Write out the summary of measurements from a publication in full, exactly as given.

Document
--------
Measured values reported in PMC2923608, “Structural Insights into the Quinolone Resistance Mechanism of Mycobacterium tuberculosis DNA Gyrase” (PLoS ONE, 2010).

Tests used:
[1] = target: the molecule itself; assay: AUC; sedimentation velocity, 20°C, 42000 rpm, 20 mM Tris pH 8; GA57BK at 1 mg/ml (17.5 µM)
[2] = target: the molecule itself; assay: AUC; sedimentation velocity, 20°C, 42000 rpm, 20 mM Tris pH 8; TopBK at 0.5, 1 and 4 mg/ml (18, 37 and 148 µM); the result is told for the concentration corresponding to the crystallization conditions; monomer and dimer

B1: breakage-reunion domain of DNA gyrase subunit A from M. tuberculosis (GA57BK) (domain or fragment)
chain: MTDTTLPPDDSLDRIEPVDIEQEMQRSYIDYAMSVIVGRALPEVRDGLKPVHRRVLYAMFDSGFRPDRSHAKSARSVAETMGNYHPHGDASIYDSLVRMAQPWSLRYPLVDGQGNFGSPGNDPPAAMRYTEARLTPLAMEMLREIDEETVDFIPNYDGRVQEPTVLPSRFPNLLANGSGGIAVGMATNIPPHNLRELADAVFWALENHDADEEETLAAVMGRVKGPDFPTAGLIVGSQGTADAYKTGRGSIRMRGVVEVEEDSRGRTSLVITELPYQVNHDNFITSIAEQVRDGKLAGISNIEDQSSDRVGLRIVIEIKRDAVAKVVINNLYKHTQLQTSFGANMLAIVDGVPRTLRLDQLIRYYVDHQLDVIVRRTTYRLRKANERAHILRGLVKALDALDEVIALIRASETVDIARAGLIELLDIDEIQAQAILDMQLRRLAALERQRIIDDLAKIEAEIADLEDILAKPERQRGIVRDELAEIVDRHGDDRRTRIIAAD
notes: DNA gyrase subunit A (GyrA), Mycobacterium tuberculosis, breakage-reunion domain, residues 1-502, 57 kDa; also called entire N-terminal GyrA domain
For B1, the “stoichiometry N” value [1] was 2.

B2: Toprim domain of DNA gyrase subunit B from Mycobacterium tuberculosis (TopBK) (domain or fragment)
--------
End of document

Measured values reported in PMC2923608, “Structural Insights into the Quinolone Resistance Mechanism of Mycobacterium tuberculosis DNA Gyrase” (PLoS ONE, 2010).

Tests used:
[1] = target: the molecule itself; assay: AUC; sedimentation velocity, 20°C, 42000 rpm, 20 mM Tris pH 8; GA57BK at 1 mg/ml (17.5 µM)
[2] = target: the molecule itself; assay: AUC; sedimentation velocity, 20°C, 42000 rpm, 20 mM Tris pH 8; TopBK at 0.5, 1 and 4 mg/ml (18, 37 and 148 µM); the result is told for the concentration corresponding to the crystallization conditions; monomer and dimer

B1: breakage-reunion domain of DNA gyrase subunit A from M. tuberculosis (GA57BK) (domain or fragment)
chain: MTDTTLPPDDSLDRIEPVDIEQEMQRSYIDYAMSVIVGRALPEVRDGLKPVHRRVLYAMFDSGFRPDRSHAKSARSVAETMGNYHPHGDASIYDSLVRMAQPWSLRYPLVDGQGNFGSPGNDPPAAMRYTEARLTPLAMEMLREIDEETVDFIPNYDGRVQEPTVLPSRFPNLLANGSGGIAVGMATNIPPHNLRELADAVFWALENHDADEEETLAAVMGRVKGPDFPTAGLIVGSQGTADAYKTGRGSIRMRGVVEVEEDSRGRTSLVITELPYQVNHDNFITSIAEQVRDGKLAGISNIEDQSSDRVGLRIVIEIKRDAVAKVVINNLYKHTQLQTSFGANMLAIVDGVPRTLRLDQLIRYYVDHQLDVIVRRTTYRLRKANERAHILRGLVKALDALDEVIALIRASETVDIARAGLIELLDIDEIQAQAILDMQLRRLAALERQRIIDDLAKIEAEIADLEDILAKPERQRGIVRDELAEIVDRHGDDRRTRIIAAD
notes: DNA gyrase subunit A (GyrA), Mycobacterium tuberculosis, breakage-reunion domain, residues 1-502, 57 kDa; also called entire N-terminal GyrA domain
For B1, the “stoichiometry N” value [1] was 2.

B2: Toprim domain of DNA gyrase subunit B from Mycobacterium tuberculosis (TopBK) (domain or fragment)